Please Welcome: Autumn from it's always autumn

Hi everyone! I'm Autumn, and I blog over at It's Always Autumn, where I share photography tips, craft and sewing tutorials, and favorite recipes. I'm excited to be here today to share a cool project with you that combines a couple of my interests - it's a DIY herringbone tray that can be used as table decor, mantle decor, or a photography background for small items.

I love photography and I've created a couple of inexpensive DIY background boards so I can take great photos of my kids in my house, but this time I wanted a smaller board to help showcase some of the items I make and share on my blog. So I created a bright turquoise tray with a herringbone design that works both as decor and as a photography background. I've been meaning to make a table runner since we revamped our kitchen but haven't gotten around to it, so the tray is currently adding a little pizazz to the center of my dining room table.

(Photo frame from a favorite book, Orange Dream Smoothie, baby dress from a women's shirt below) 

I LOVE how this tray looks, whether it's on my table, propped up against the wall above my piano (my faux mantle :) or in photographs. The materials are easy to get ahold of and inexpensive, and anyone can make this as long as you're willing to put in a little time. I've also made a much larger and simpler version that I'll share at the end of the post that took less than an hour start to finish.

To make your own herringbone tray, you'll need:

1/8th inch thick MDF or very thin plywood just smaller than the finished tray size (I have the guys at Home Depot cut this to size for me)

7-8 wood laths (these are 4 ft long pieces of thin wood you can get at Home Depot for about 50 cents each)

wood glue

miter saw or other saw to cut wood lath

sander or sandpaper and some elbow grease

This is how I put it all together:

If you're cutting your lath with a miter saw, like I did, it's fairly difficult to get all the pieces exactly the same length. No worries - just move them around in the design until they fit together, then label them so you'll remember which pieces go where. You want the pieces to be fairly flush with one another, but a few tiny gaps won't matter at all.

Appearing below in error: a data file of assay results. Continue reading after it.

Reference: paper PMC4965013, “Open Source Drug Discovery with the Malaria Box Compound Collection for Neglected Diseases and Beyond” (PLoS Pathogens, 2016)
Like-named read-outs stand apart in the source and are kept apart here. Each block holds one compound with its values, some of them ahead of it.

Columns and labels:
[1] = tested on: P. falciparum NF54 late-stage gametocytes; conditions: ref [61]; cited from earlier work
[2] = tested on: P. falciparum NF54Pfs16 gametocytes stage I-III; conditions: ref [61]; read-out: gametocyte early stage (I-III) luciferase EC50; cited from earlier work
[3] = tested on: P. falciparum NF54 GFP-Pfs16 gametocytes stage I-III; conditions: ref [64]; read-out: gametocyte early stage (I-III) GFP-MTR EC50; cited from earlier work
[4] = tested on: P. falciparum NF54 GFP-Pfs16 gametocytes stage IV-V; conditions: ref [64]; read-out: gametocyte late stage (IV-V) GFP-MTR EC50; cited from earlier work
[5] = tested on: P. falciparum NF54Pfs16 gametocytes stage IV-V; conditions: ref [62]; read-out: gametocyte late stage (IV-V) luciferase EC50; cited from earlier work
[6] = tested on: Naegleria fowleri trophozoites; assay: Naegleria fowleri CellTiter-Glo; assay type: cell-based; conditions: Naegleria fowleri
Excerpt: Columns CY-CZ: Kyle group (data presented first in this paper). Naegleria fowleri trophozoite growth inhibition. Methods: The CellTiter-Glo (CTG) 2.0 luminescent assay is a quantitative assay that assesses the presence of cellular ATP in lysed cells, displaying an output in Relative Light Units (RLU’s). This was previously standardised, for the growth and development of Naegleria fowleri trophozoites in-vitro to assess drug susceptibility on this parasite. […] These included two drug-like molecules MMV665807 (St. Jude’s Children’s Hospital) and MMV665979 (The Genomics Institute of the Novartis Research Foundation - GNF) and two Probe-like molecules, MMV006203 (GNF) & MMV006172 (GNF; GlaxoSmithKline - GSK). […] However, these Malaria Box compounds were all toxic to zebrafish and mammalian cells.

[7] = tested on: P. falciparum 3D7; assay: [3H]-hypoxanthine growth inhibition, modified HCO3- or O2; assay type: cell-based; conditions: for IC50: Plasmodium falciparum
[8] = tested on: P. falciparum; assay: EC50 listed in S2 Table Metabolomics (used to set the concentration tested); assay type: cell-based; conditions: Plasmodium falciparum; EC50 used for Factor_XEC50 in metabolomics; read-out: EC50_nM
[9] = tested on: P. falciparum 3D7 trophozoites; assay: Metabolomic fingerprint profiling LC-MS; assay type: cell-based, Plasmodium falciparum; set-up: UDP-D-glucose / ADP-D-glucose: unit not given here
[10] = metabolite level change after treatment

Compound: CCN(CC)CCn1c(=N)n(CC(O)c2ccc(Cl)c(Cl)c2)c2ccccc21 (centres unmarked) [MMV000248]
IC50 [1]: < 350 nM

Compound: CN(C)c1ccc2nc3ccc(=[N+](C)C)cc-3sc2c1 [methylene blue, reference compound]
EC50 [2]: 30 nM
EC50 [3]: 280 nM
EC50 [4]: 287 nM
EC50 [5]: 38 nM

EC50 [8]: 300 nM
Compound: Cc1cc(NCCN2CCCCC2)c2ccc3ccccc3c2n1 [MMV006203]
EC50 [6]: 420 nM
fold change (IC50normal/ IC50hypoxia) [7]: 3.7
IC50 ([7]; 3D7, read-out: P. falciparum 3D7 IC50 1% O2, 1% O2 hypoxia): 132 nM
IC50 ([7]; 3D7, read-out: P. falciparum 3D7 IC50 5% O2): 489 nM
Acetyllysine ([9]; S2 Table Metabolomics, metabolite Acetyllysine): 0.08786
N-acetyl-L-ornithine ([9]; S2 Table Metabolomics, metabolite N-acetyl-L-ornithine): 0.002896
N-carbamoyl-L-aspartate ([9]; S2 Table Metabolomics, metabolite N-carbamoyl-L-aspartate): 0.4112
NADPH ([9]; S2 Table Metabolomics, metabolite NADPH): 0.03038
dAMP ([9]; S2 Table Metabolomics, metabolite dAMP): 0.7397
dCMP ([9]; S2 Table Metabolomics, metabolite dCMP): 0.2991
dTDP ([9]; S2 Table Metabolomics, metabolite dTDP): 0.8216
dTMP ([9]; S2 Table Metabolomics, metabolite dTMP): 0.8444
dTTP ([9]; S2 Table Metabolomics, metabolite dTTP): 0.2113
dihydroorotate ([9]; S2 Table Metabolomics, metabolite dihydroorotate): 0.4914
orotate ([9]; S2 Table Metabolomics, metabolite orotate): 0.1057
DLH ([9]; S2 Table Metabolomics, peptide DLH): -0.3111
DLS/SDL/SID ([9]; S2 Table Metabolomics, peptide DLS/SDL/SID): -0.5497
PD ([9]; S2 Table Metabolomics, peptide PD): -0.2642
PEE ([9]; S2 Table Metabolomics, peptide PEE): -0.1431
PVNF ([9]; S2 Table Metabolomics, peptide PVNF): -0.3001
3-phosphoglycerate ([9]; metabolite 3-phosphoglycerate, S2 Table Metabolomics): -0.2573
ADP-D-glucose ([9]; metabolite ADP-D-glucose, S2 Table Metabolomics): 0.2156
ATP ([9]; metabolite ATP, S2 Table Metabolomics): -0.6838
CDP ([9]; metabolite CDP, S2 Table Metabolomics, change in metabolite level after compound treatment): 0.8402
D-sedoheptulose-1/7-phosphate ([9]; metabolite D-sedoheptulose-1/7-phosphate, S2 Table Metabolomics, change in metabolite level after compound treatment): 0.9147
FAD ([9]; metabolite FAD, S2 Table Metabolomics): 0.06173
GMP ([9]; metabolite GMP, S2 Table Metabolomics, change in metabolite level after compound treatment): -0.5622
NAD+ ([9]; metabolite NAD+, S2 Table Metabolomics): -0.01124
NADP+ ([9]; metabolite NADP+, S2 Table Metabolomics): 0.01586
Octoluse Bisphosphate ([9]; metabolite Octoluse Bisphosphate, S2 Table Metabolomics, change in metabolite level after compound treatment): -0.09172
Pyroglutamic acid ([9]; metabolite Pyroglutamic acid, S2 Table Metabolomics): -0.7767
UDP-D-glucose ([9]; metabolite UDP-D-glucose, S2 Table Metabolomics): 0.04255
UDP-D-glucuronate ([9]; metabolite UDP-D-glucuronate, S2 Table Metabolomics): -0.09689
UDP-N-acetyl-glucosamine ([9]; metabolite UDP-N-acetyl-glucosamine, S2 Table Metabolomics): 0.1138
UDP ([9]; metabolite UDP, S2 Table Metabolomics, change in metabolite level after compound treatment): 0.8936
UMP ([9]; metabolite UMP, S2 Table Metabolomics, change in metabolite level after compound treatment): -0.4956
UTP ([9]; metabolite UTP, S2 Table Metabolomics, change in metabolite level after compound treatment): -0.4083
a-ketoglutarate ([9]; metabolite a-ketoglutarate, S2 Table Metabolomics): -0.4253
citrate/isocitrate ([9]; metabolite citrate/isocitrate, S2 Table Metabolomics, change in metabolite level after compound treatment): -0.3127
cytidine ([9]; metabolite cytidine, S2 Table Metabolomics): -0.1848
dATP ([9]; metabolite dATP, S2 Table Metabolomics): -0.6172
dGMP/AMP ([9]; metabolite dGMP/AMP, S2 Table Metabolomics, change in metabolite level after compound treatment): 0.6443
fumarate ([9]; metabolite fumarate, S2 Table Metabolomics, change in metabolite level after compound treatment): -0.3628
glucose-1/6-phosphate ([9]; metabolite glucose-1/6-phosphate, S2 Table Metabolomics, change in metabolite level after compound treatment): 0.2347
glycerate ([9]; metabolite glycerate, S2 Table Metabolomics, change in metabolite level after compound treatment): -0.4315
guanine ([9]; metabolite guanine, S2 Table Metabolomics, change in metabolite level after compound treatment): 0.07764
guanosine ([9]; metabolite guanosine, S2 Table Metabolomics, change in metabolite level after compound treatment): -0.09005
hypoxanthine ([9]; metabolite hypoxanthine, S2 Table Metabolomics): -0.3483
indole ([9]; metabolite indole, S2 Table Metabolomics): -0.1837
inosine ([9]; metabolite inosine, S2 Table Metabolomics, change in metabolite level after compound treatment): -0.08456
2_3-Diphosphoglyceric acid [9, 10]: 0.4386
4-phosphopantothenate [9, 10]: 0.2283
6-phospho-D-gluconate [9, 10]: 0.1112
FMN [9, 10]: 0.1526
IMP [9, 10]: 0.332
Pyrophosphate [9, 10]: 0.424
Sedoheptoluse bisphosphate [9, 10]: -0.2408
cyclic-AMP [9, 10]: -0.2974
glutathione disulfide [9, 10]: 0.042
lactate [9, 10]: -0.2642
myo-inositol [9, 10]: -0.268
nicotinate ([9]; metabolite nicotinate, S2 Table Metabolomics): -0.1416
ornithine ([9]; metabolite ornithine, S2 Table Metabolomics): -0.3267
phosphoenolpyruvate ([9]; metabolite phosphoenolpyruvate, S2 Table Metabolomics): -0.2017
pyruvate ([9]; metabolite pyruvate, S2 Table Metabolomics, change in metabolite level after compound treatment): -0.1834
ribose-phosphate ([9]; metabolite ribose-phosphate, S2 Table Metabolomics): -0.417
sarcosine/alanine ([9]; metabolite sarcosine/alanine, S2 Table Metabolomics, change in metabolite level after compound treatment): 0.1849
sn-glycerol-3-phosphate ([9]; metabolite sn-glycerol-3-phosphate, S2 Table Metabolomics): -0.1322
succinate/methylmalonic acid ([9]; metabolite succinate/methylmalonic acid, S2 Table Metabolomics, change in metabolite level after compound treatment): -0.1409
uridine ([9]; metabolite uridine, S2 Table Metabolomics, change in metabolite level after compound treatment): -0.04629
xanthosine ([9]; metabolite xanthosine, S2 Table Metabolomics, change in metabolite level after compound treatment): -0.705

Don't worry about those little gaps at the top and bottom right now - you'll fill them in later with small pieces.

Yup, Dr. Pepper was the handiest thing I had to use as weights...

I painted, sanded, antiqued, decided I didn't like it, sanded most of it off, painted again, sanded some more, added a teeny bit of antiquing, and called it good. You, however, could simply paint or stain your tray and just be happy with how it looks the first time :)

All told, I spent a couple of hours on three or four different days working on the tray. It wasn't a huge amount of work, but getting all the pieces to the right size took a little time. If you're interested in this project but don't want to invest too much time, consider making a tray with wood lath pieces going all in one direction, like this:

This piece is obviously much larger than my tray, but it's the same idea. I simply cut a bunch of laths to 3 feet long, then glued them all onto two cross pieces on the back. You could easily make a simple tray by gluing shorter pieces to an MDF backing and adding a border like I did on the herringbone tray. This large piece sits on my piano and provides a backdrop for whatever decor I currently have out and doubles as another photography backdrop.

(8 steps to better photos on AUTO, Easter chalkboard printable, mix&match felt monsters)

Thanks for reading and I hope you'll come see my other projects and tutorials at It's Always Autumn. Thanks so much to Jamie, Jodie, and Jen for letting me come visit!

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